This is the horrific true story of the 'Blood' Countess Elizabeth Bathory and the events that lead to the capture of one of history's most infamous mass murderers. In rural Transylvania, 1609, two children are framed for a petty theft. They soon find themselves imprisoned in a castle and at the mercy of Countess Bathory, an infamous, terrifying figure shrouded with dark tales of Satanism and reputed to have the blood of hundreds on her hands. Their only chance of survival is escape and in doing so they will reveal the most horrific evil the world has ever seen.
Two gypsy children captured for stealing are taken into the custody of the Countess Bathory, a feared and legendry lady who lives in a huge impressive castle. While the younger brother Mischa (Lucas Bond) makes awkward acquaintances with other juveniles who live in the castle grounds, the young girl Aletta (a tremendous performance from Isabelle Allen) becomes friendly with the countess herself and her many serving women. The girl’s impudence is well matched against the Countess’s regal bearing and they grow close, Bathory dressing her in Riding Hood Red.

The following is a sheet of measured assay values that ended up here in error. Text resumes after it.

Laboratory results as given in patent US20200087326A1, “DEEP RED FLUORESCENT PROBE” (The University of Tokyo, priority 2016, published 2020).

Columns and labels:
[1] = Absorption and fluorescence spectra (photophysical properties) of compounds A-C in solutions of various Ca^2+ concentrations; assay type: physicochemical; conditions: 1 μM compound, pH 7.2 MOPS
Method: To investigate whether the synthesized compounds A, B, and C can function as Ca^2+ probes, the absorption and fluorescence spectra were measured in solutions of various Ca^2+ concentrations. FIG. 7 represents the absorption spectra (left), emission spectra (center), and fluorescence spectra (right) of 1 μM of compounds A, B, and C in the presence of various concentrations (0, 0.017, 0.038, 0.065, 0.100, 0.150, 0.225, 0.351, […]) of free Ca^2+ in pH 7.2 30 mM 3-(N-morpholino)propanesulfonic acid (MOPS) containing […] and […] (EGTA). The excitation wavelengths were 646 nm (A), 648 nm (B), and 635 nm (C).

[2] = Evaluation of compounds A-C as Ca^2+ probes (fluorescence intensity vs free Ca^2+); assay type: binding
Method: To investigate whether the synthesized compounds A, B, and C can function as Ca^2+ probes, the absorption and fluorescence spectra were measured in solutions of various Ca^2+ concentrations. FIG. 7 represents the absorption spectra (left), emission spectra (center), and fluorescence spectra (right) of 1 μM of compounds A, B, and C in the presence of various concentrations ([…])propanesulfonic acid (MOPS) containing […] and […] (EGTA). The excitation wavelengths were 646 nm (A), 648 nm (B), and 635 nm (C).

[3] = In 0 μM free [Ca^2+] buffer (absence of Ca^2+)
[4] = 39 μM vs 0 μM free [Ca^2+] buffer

Visually, this is a wondrously epic fairy-tale of the darkest kind. Colours, costumes, locations and design are truly faultless. Vibrant warmth glows from crackling torches and illuminate the interiors and provide a contrast to the increasingly cold, stark exteriors. A collection of European actors head the cast, and help give a sense of other-worldliness to the proceedings. Only the story itself lets things down; it really is paper thin, and tends to drag – although the visuals ensure this is not as much of a hardship as it would otherwise be.
Bathory, reputedly responsible for the deaths of 650 children as the opening credits tell us, is written as little more than a Wicked Witch despite the delicious playing by Svetlana Khodchenkova. Her two closest serving girls Dorata and Ilona, elegantly bedecked in royal blue, are my favourite characters. They are wonderfully arch, bitchy characters, terrifically played by Lia Sinchevici and Alexandra Poiana respectively.
Although darkness pervades this gothic tale, the most gruesome moments are reserved for the very end, as Aletta recounts the fate of the various characters four years later.